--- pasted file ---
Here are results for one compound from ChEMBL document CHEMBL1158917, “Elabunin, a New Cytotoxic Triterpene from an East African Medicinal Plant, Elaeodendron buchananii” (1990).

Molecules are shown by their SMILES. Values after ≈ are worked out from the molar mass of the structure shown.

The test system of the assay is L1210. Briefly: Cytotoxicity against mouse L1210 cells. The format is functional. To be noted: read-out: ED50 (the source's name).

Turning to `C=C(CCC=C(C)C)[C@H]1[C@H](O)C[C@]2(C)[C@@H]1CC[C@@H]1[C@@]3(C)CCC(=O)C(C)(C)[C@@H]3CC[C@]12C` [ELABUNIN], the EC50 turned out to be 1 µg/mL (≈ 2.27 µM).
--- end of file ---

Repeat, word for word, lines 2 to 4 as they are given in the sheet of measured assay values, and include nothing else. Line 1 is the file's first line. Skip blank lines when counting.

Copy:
Molecules are shown by their SMILES. Values after ≈ are worked out from the molar mass of the structure shown.

The test system of the assay is L1210. Briefly: Cytotoxicity against mouse L1210 cells. The format is functional. To be noted: read-out: ED50 (the source's name).

Turning to `C=C(CCC=C(C)C)[C@H]1[C@H](O)C[C@]2(C)[C@@H]1CC[C@@H]1[C@@]3(C)CCC(=O)C(C)(C)[C@@H]3CC[C@]12C` [ELABUNIN], the EC50 turned out to be 1 µg/mL (≈ 2.27 µM).